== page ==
“You should disabuse yourself and your client that the meeting was a final agreement of any kind,” Beckenhauer wrote. “For one thing, I expressly stated we would need to see the proposed fix of a Web site and that there were still indicators that the independent research was being held out as having direct support of Baylor.”
Beckenhauer deferred comment to Barry, who said, “So far as he is concerned, this continues to be a matter between the university and Mr. Marks and his attorney. They have ongoing discussions and there is still hope that the parties can work this out to mutual satisfactions. . . . He doesn’t want that discussion to take place in the public square; he wants to continue those discussions privately with Mr. Marks and his attorney. That’s his position.”
Dembski, who has collaborated with Marks on research projects and admits that he has become somewhat of a polarizing figure at Baylor, says he is convinced, despite Baylor’s denials, that Marks’ site was taken down because of its connection with intelligent design.
“It’s not the university’s place to put restrictions on it,” Dembski said. “I’ve been at Notre Dame, Princeton, Cornell, the University of Chicago, MIT, and it’s just unimaginable that they would mess with a distinguished professor about this. . . . It’s just outrageous. If the full story comes to light on this, it’s going to look terrible for Baylor. . . . I think what we’re talking about here are restrictions on academic freedom.”
The Discovery Institute, a conservative Seattle-based think tank known for its connection to intelligent design research, also joined the fray on Friday.
“Baylor University has proven yet again that academic freedom has been thrown off campus and academic persecution is the norm,” spokesman Casey Luskin said. “It’s simply unconscionable that a major university would so trample a scientist’s right to freedom of scientific inquiry.”
Barry said that “this is a sweeping statement in which they’re trying to brush the entire university community, and I just don’t know on what grounds they make that claim.”
Gilmore and Dembski, who was represented by Gilmore during the battle over the Polanyi Center, said they believe Baylor president John Lilley overruled what he says was an agreement after the Aug. 9 meeting to put Marks’ site back online.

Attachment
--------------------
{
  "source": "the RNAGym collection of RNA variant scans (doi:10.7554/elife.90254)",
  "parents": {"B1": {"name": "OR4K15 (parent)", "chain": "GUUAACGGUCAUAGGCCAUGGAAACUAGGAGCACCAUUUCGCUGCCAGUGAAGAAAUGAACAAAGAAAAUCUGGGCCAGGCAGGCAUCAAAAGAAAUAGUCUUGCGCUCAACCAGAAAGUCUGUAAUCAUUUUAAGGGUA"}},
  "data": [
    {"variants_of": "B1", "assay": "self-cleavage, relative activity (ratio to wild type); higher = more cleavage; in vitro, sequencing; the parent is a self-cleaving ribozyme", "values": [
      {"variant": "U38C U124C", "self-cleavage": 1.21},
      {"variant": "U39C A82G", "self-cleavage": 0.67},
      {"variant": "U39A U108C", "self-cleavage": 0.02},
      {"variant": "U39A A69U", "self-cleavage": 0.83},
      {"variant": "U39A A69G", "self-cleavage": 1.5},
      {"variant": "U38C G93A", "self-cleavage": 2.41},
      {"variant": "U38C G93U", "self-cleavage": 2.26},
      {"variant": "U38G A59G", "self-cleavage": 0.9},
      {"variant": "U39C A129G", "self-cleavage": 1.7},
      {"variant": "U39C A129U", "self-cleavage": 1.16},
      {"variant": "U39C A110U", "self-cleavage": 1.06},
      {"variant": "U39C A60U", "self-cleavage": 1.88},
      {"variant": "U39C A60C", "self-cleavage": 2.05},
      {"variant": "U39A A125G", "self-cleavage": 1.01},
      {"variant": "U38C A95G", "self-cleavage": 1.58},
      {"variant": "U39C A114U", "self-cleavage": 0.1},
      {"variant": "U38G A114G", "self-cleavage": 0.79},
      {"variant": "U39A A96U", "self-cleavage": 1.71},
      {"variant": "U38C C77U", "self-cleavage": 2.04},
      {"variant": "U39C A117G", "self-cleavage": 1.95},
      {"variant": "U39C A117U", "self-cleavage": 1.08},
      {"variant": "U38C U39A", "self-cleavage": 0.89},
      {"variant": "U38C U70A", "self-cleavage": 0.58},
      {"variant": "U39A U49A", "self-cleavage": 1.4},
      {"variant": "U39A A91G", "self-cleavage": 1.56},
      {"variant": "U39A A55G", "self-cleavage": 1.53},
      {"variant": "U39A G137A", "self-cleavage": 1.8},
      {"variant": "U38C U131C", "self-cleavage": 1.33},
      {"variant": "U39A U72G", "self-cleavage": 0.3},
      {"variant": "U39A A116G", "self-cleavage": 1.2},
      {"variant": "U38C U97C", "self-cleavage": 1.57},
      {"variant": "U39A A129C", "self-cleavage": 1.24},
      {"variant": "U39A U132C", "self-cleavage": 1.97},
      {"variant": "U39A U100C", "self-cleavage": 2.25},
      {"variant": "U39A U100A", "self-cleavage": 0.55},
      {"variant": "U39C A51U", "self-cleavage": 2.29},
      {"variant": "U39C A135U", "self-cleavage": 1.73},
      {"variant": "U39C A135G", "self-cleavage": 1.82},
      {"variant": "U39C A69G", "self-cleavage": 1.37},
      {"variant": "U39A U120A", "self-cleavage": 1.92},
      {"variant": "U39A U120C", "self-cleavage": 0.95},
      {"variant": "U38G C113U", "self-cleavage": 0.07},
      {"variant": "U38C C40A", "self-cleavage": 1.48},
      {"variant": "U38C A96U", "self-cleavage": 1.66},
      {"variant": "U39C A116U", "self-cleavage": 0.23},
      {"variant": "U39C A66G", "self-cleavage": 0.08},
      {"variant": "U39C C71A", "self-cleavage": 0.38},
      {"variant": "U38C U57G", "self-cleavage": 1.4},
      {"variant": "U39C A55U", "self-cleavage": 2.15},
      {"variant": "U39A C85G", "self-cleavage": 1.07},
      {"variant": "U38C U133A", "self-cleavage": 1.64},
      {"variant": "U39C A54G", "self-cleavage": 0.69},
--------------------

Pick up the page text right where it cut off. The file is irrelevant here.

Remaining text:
“The president is the only one who would have the authority to overrule the provost,” said Dembski, who is a fellow at the Discovery Institute. “Why didn’t it stick? I would have to say it’s the president.”
Barry said that Lilley would not comment on the matter, as “this is (Beckenhauer’s) issue and the dean’s issue dealing with a faculty member and Mr. Gilmore.”
Regarding the allegation that Lilley overruled an Aug. 9 agreement, Barry said, “That seems to me to be highly subjective. I’m not sure on what grounds Mr. Gilmore (and Dembski) make that conclusion.”
Dembski also said that he found at least five labs or groups set up by Baylor faculty that contained no disclaimers stating that the work is not related to Baylor in any way.
“Why is the rationale so different?” he said. “It’s because this is intelligent design and intelligent design is so controversial.”
Barry said that “to the best of our knowledge, every one of those centers and institutes have a direct connection to the academic program, to the research that has been vetted through the departments, approved by their peers and are endorsed within the schools and then the academic areas. So I don’t think the comparisons he’s trying to make there are apples to apples.”
Barry also reiterated that the content is not the issue and that the two sides will work to come to agreement, at which time the site will be restored.
“We need to just get to a point where it’s very clear that an individual is pursuing their own research interests on their own time in a way that it is not directly associated with Baylor in any way,” Barry said.